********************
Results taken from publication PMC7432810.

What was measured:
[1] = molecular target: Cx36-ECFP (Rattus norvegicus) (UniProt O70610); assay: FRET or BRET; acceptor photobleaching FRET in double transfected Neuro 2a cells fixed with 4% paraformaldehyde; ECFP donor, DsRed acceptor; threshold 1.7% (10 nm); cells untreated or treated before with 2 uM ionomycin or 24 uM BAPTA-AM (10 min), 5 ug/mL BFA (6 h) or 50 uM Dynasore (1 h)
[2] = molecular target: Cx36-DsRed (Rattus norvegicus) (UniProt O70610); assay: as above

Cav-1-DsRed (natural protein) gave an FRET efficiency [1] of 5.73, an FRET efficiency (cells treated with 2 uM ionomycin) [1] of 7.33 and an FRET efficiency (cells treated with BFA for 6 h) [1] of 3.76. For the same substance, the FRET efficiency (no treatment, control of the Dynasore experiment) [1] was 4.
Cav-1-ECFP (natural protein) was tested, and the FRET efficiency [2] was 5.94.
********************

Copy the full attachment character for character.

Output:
Results taken from publication PMC7432810.

What was measured:
[1] = molecular target: Cx36-ECFP (Rattus norvegicus) (UniProt O70610); assay: FRET or BRET; acceptor photobleaching FRET in double transfected Neuro 2a cells fixed with 4% paraformaldehyde; ECFP donor, DsRed acceptor; threshold 1.7% (10 nm); cells untreated or treated before with 2 uM ionomycin or 24 uM BAPTA-AM (10 min), 5 ug/mL BFA (6 h) or 50 uM Dynasore (1 h)
[2] = molecular target: Cx36-DsRed (Rattus norvegicus) (UniProt O70610); assay: as above

Cav-1-DsRed (natural protein) gave an FRET efficiency [1] of 5.73, an FRET efficiency (cells treated with 2 uM ionomycin) [1] of 7.33 and an FRET efficiency (cells treated with BFA for 6 h) [1] of 3.76. For the same substance, the FRET efficiency (no treatment, control of the Dynasore experiment) [1] was 4.
Cav-1-ECFP (natural protein) was tested, and the FRET efficiency [2] was 5.94.